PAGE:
Professional Wealth Managementt

Home / Custom / Landing pages / The rise of fixed income ETFs / The rise of fixed income ETFs

THE RISE OF FIXED INCOME ETFs

    Exchange traded funds are transforming the way investors access the bond markets, but in today’s challenging environment portfolio managers are being much more selective. Sub asset classes which are higher yielding and can provide some form of cushion against the rise in interest rates are in demand, while liquidity concerns have resulted in greater scrutiny of fixed income ETFs.

    PWM Perspectives is sponsored by State Street but independently edited.

    Industry experts joined PWM in a roundtable discussion:

    Chris Bamford, Senior Fund Analyst, Barclays Wealth & Investments

    Lynn Hutchinson, Senior Analyst, ETFs, Charles Stanley

    Séamus Ó Ceallaigh, Director, Credit Suisse

    Tom Claridge, Director, Portfolio Management, Julius Baer

    James McManus, Investment Manager, Nutmeg

    Edward Malcolm, Head of UK Wealth, SPDR ETFs

    Ben Seager-Scott, Chief Investment Strategist, Tilney Group

     

    In discussion:

    ■ Navigating the 2018 fixed income markets - Despite the challenging environment, with monetary policy tightening and inflation rising, fixed income ETFs are increasingly popular, particularly in Europe, but investors are being much more selective and are looking for sub asset classes that are higher yielding and can provide some form of cushion against the rise in government bond rates.

    Using fixed income ETFs in portfolios - Fixed income ETFs are used to implement tactical calls or as building blocks in portfolios, but there is growing pressure on providers to reduce fees and expand their toolkit that would allow asset and wealth managers to better use these vehicles.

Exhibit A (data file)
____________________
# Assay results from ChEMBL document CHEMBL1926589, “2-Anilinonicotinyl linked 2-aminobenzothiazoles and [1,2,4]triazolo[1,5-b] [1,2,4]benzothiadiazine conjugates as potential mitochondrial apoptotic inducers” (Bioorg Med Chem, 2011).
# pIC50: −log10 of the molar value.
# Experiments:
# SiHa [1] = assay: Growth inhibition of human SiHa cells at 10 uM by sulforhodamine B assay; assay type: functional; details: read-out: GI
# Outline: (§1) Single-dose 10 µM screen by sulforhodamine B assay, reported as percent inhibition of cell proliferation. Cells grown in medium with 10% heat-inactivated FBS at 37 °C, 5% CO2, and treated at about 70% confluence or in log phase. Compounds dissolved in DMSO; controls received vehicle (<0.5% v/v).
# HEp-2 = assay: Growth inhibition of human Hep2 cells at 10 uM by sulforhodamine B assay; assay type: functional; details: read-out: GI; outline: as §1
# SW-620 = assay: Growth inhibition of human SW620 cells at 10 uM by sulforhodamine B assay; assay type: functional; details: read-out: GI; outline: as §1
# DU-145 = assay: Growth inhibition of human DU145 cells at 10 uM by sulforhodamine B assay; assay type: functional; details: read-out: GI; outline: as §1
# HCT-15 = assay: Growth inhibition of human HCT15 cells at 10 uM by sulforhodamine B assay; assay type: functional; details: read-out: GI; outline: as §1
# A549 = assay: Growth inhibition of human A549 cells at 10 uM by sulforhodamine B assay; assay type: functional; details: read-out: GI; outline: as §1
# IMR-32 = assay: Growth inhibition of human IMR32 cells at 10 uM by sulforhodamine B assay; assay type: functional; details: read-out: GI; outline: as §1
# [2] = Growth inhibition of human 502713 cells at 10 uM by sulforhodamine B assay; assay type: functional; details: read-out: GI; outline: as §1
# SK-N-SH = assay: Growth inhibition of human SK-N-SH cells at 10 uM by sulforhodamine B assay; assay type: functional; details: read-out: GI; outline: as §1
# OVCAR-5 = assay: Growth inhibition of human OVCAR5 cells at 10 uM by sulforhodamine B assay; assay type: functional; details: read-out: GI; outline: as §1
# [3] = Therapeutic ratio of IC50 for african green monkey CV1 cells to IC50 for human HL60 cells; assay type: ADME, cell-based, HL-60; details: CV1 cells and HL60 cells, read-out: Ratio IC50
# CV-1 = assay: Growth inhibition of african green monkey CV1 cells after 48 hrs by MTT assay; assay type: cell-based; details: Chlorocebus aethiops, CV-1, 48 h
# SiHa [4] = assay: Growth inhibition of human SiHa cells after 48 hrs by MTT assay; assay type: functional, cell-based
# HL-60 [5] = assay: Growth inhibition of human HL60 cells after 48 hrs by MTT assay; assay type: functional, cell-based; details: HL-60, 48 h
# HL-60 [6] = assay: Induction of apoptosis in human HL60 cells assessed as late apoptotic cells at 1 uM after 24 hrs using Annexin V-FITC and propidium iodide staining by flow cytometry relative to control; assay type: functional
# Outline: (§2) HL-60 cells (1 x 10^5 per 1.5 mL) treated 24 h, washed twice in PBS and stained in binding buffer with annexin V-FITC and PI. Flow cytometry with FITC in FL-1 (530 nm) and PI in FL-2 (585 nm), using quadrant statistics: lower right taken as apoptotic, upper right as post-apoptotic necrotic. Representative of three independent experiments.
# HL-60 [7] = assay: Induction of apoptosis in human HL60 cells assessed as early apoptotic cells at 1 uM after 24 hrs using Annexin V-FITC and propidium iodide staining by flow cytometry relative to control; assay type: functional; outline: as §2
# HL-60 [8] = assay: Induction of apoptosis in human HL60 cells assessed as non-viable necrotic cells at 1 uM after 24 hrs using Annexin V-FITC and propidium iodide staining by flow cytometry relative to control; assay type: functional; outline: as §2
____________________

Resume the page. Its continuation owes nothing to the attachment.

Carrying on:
■ Catching up with equity ETFs - Fixed income ETFs were first launched in 2002, around ten years after equity ETFs, and despite remaining a smaller percentage of the total ETF assets, they are rapidly growing, but the topic of liquidity has resulted in more scrutiny on fixed income ETFs.

    ■ Finding value in fixed income - While most fixed income segments look unattractive today, some areas of the market, such as emerging market debt  and TIPS (Treasury Inflation Protected Securities) are attracting significant assets, but in case of a risk-off event flows may change.

    Related articles

    PWM_Perspectives_Series_logo_RGB
    From Asset Allocation / ETFs November 2, 2017

    The changing role of ETFs in private client portfolios

    PWM’s Perspectives debate brought together some of Europe’s leading wealth managers to discuss the use of ETFs in private client portfolios and how their phenomenal growth is shaping the wealth management landscape.

    Fergus Slinger, iShares
    From Asset Allocation / ETFs August 23, 2017

    Going gets tough for squeezed middle in European ETF battleground

    The European ETF market is dominated by a handful of huge players and a long tail of smaller firms. Is it ripe for consolidation?

    Katie Nixon, Northern Trust
    From Asset Allocation / ETFs August 23, 2017

    Smarter products allow private banks to deploy ETFs strategically

    Private bankers are attracted by the potential of smart beta strategies to outperform the market over time 

    John Beck, Franklin Templeton
    From Asset Allocation / Fixed Income October 24, 2017

    Look further afield to make fixed income pay

    With all eyes on the direction of central banks’ monetary policies, investors continue to be frustrated by government bond yields, though there are attractive returns to be found in other areas of the market

    Jane Sloan, iShares
    From Asset Allocation / ETFs February 21, 2018

    Smart beta strategies start to gain traction

    The ETF industry is growing in size, with previously niche areas such as fixed income and smart beta reaching a wider audience than ever before

    ETFs right rail